Golovkin delighted a Southern California crowd of 12,372 backing the Kazakh champion who has gone from anonymity to stardom in less than three years.
Golovkin made the fight with Monroe when he couldn’t entice bigger-name fighters into the ring, and he named names after the fight, calling out Miguel Cotto and Saul “Canelo” Alvarez. Golovkin intends to fight two more times this year, staying busy and growing his own reputation as one of the world’s pound-for-pound best fighters.
Eariler, Nicaragua’s Roman “Chocolatito” Gonzalez also defended his WBC flyweight title in style with a furious second-round stoppage of Mexican veteran Edgar Sosa.
Gonzalez (43-0, 37 KOs) seized the chance provided by his first showcase on HBO with a masterful performance against Sosa, a talented veteran contender. Chocolatito battered Sosa around the ring in the first round and dropped him three times in the second.
“I’m very happy with my performance,” Gonzalez said. “He was a tough fighter, but my power was too much.”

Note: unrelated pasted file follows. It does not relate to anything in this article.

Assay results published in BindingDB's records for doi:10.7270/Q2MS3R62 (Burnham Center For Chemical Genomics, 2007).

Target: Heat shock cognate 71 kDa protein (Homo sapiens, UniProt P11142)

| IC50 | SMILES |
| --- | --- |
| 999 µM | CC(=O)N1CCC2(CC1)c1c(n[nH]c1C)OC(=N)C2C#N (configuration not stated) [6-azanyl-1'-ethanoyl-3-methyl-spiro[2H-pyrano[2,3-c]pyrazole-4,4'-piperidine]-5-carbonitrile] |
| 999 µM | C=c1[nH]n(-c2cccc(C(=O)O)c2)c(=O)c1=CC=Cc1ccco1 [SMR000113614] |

Throwing sharp combinations and showcasing power in both hands, Gonzalez floored Sosa (51-9) twice with brutal right hands before finishing him with a multi-punch barrage against the ropes with 23 seconds left in the second round, forcing referee Raul Caiz Jr. to step in.
Gold Coast are in a world of pain, but coach Rodney Eade doesn’t expect people to feel sorry for them.
The Suns remain mired near the foot of the AFL table after copping a 92-point hiding from West Coast in Perth on Saturday night.
Gold Coast conceded 12.0 in the third quarter alone, with the performance one of their worst since entering AFL ranks in 2011.
The Suns had just 18 points to their name at three-quarter time before adding some junk-time goals in the final term.
The month ahead looks even more painful for the Suns, with games against Collingwood, Hawthorn, Sydney, and Fremantle to come.
Gold Coast’s horrid run on the injury front has played a major role in their demise this season, with stars such as Gary Ablett, Nick Malceski, Jack Martin, David Swallow, and Jaeger O’Meara among a bulging injury ward.
And silky midfielder Harley Bennell could be added to that list after copping a heavy knock to his knee against the Eagles.
Eade said he felt sorry for his team’s young defence during West Coast’s onslaught on Saturday night.
But he knows his team won’t receive much sympathy from rival clubs.
“There is nothing in the rule book that says people have to feel sorry for us,” Eade said.
“It is a concern when you have got so many players who can use the ball who are out of the side.
“It just exposes guys who are being asked to play roles they are probably not used to.
“We are getting thin on the ground to be honest.